I wrote that two years ago in my last review of a Pixar movie. Replace “Inside Out” with “Coco” and this would be a fitting introduction to Pixar’s newest movie. It’s worth wondering if Pixar is actually good at conjuring emotions at the drop of a musical cue or if I’m just prone to blubbering. I hope you’ll believe me when I say that both are true.

Coco focuses on a boy (the winsome Anthony Gonzalez) of about 12 years who gets trapped in the Land of the Dead and sets off to find his great-great-grandfather to help him cross back over to the living. All signs point to his great-great-grandfather being the most famous Latin singer of all time, Ernesto de la Cruz (a surprising Benjamin Bratt), who is also from the boy’s hometown. The boy happens to love de la Cruz’s music and wants to be a musician himself, but his family despises music and shuns all traces of it from their lives, due to the boy’s great-great-grandfather leaving his wife with a young daughter to pursue his dream of being a musician.

The boy’s name is actually Miguel, not Coco. Coco is Miguel’s great-grandmother, the aforementioned young daughter of Miguel’s great-great-grandfather, and she is still alive, though she barely talks, and when she does, what she says is either incoherent or irrelevant to the conversation. You won’t understand why the movie isn’t named Miguel until you see the whole thing. Coco is the movie’s emotional hinge; the floodgates don’t open without her.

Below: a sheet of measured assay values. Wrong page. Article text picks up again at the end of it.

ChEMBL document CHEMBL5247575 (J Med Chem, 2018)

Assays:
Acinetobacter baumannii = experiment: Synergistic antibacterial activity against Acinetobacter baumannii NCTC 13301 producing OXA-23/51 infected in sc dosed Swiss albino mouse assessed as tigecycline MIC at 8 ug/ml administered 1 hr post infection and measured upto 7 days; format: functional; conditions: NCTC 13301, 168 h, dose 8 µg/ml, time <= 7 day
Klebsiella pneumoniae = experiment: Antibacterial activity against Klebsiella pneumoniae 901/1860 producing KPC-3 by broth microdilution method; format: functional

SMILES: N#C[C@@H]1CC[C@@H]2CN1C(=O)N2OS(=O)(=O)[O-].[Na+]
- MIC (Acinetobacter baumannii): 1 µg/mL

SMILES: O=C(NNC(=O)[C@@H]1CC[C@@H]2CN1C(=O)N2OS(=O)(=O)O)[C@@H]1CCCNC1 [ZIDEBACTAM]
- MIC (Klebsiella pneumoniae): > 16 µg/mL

And you’ll see from a mile away that they’re about to open, to be honest. While Coco is an engaging story with good voice work from its cast and a poignant ending, much of the movie is fairly predictable. The middle section of the movie had the potential to be something new, much in the way that Joy’s and Sadness’s journey in Inside Out was wholly original, but the movie is more concerned with hitting the plot beats that get you to the ending you already know it coming. Predictability is not necessarily a fatal flaw; I still enjoyed the movie, and there’s something comfortable about knowing where a movie is going. But you mourn for what might have been.

But oh! How beautiful is the Land of the Dead in Coco! For any regret I had for the story Coco could have been, I had twice the excitement for how it looks. The colors pop, the lines of the architecture stir the spirit, the physics of creating such a world boggle the mind. Pixar has always been ahead of the curve among mainstream studios at treating each screenshot like an individual work of art. Coco’s swirls of brightness and rich detail take this to another level.

And in the end, it didn’t matter that I saw the ending coming, because I cried like a baby anyway. If you’ve ever witnessed an older relative begin to disappear within themselves, you will too. I expect a lot from Pixar movies, and even when the studio stumbles in its storytelling, it still has a better handle than anyone else on the emotional connections at the heart of families. So who cares if Coco took a conventional approach? The conventional approach worked.

Merry Christmas 2017